World Championships: Kaylee McKeown Touches Out Regan Smith for 50 Backstroke World Title

Kaylee Mckeown of Australia reacts after winning the gold medal in the 100m Backstroke Women Final during the 20th World Aquatics Championships at the Marine Messe Hall A in Fukuoka (Japan), July 25th, 2023.
Kaylee McKeown -- Photo Courtesy: Andrea Masini / Deepbluemedia / Insidefoto

Editorial content for the 2023 World Aquatics Championships is sponsored by FINIS, a longtime partner of Swimming World and leading innovator of suits, goggles and equipment.


World Championships: Kaylee McKeown Touches Out Regan Smith for 50 Backstroke World Title

The Fukuoka World Championships got off to a rough start for 22-year-old Australian Kaylee McKeown. Entering as one of the favorites in the women’s 200 IM, McKeown was disqualified in the semifinals for an illegal backstroke-to-breaststroke turn. However, that setback allowed McKeown to focus on backstroke, and she has been golden in those races.

She won gold in the 100 back, overtaking Regan Smith to win by a quarter-second and finish just eight hundredths off her own world record. Now, she’s two-thirds of the way to a stroke sweep after McKeown again took down Smith in the 50 back. Off the start, McKeown emerged ahead and held a slight lead throughout the race. Smith made a late surge and nearly stole the gold, lunging for the wall at the same time as her Aussie rival, but McKeown got in just ahead in 27.08, three hundredths ahead of Smith’s 27.11.

McKeown now becomes the third-fastest performer event in the event behind the Chinese duo of Liu Xiang (26.98) and Zhao Jing (27.06). She lowered her own Australian and Commonwealth record of 27.16 set in May 2021.

“I’ve never actually podiumed for a 50. I’ve always come out like fourth or worse off, so it’s really nice to be able to share that podium with some amazing girls. I’m very happy that I’ve got some good speed, so fingers crossed that my speed can carry into some endurance for the 200 tomorrow. I’m pretty nervous for it, but I’m excited to get it out of the way,” McKeown said.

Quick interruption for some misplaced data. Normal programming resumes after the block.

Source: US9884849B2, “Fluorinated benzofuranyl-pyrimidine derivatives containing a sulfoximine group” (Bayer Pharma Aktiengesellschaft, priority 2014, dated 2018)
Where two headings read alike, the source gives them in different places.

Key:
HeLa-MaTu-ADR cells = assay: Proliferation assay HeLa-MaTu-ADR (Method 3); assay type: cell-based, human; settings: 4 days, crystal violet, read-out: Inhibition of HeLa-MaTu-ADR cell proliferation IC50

“This is a perfect stepping stone for Paris. The more that I can do here and the more I put myself under stress and pressure and just emotionally and physically as well, the better off I’ll be next year, and that’s exactly what I’m doing. I didn’t come into the meet with any goals of PBing, records, podiums at all. I just wanted to get through my races, heats, semis and finals, and I’ve been able to do that.”

Smith, who set an American record of 27.10 in the semifinals, finished one hundredth off that time in the final as she dropped to fourth all-time in the event. The swim was an impressive bounce-back for the American as she stepped up for the 50 back final less than 30 minutes after taking silver in the 200 butterfly. The difficult double likely zapped some of Smith’s speed entering the 50, but her impressive closing speed made Smith the first swimmer in Fukuoka to clinch two individual medals in one night.

“We train all year for this. I do a lot of TYR Pros during the year, and I do a lot of tight doubles, so I was definitely prepared for this,” Smith said. “It’s definitely hard, doing it prelims, semis and finals, but I think I did a really good job of going into business mode and doing what I needed to do, and I’m very pleased that I was able to medal in both of my events tonight.”

The bronze medal went to Great Britain’s Lauren Cox, who finished eight hundredths ahead of 2022 world champion Kylie Masse, with Cox touching in 27.20 to the Canadian’s 27.28. Katharine Berkoff, the 100 back bronze medalist and winner of this event ahead of Smith at U.S. Nationals last month, ended up fifth in 27.38.

In her first World Championships, Cox became the first British woman to win a medal at a global-level competition since Jazz Carlin won 400 and 800 free silver medals behind Katie Ledecky at the 2016 Olympics. She finished just one hundredth of Kathleen Dawson’s 2021 British record of 27.19.

“I’m over the moon. It’s such a good feeling. I couldn’t believe it to be honest. I needed to look for about 30 seconds at the board before I could be like ‘wow, that’s me,'” Cox said. “When I got here, my goal was to make a final so to come away with a medal is just incredible.”


Notify of

Welcome to our community. We invite you to join our discussion. Our community guidelines are simple: be respectful and constructive, keep on topic, and support your fellow commenters. Commenting signifies that you agree to our Terms of Use

Inline Feedbacks
View all comments
Would love your thoughts, please comment.x